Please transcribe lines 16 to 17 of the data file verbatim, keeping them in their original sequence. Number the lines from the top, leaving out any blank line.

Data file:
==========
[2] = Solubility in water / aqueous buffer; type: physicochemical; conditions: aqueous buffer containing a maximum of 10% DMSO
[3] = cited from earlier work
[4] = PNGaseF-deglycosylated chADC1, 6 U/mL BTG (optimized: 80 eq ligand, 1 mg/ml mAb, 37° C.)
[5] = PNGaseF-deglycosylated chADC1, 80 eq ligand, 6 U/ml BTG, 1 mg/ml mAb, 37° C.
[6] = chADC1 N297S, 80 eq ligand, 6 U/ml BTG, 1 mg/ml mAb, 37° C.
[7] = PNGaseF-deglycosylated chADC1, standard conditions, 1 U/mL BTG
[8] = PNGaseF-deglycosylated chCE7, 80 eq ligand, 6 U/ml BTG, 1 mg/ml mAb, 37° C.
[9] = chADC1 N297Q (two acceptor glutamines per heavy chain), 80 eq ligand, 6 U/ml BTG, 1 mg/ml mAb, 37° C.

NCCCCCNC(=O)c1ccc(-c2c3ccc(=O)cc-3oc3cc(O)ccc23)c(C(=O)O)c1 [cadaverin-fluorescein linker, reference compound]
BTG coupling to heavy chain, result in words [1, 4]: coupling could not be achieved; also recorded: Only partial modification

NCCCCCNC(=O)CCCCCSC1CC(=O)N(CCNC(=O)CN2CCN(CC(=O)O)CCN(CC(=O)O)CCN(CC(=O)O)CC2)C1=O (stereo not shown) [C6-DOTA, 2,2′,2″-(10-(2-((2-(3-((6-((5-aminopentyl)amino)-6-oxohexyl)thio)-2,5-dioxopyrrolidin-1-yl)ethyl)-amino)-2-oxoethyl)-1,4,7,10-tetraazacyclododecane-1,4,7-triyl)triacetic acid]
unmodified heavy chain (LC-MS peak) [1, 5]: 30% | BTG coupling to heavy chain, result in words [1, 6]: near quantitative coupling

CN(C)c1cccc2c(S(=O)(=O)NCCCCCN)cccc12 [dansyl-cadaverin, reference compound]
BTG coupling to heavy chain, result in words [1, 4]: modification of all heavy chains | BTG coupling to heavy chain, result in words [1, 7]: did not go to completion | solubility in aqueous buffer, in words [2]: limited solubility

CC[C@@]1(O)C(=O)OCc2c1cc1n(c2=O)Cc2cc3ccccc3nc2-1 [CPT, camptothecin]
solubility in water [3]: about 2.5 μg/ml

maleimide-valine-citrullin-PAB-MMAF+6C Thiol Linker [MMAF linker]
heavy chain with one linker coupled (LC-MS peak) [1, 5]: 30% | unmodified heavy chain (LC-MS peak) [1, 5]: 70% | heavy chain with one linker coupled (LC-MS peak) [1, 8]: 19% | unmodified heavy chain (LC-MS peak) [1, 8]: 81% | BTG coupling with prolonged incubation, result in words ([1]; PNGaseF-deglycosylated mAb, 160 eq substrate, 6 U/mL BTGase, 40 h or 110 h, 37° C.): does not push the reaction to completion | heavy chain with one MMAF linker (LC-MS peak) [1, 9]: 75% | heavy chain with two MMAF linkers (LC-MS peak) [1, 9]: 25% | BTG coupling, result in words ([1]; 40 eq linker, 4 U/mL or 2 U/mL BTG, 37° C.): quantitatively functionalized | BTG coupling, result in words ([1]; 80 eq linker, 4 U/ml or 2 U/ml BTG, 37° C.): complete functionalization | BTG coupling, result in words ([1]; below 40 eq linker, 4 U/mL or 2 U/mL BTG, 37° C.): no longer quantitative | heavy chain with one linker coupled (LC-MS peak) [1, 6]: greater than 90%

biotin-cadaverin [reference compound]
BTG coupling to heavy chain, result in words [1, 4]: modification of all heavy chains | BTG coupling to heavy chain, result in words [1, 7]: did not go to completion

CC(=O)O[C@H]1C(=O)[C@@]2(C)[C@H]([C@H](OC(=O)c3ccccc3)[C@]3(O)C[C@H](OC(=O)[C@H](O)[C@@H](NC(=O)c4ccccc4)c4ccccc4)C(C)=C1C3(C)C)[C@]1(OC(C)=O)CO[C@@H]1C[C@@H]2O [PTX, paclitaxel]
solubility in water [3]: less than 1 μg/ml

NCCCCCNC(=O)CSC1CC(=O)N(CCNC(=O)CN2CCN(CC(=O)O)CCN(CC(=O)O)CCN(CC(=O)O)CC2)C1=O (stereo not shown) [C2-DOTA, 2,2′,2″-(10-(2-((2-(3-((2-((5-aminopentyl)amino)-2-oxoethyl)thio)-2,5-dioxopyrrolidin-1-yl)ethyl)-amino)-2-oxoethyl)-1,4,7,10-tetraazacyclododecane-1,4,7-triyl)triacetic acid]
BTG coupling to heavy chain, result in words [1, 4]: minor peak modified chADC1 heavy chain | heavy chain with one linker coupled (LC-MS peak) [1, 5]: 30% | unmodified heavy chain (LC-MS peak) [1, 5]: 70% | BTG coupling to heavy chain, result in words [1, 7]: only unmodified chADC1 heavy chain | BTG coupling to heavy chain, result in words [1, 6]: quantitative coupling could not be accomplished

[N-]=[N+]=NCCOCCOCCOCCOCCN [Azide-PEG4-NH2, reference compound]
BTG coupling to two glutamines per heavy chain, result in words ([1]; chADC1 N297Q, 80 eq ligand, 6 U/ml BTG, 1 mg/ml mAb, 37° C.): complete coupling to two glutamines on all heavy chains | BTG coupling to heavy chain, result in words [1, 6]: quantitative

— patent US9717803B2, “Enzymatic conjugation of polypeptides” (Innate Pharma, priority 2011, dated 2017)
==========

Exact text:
solubility in water [3]: about 2.5 μg/ml

maleimide-valine-citrullin-PAB-MMAF+6C Thiol Linker [MMAF linker]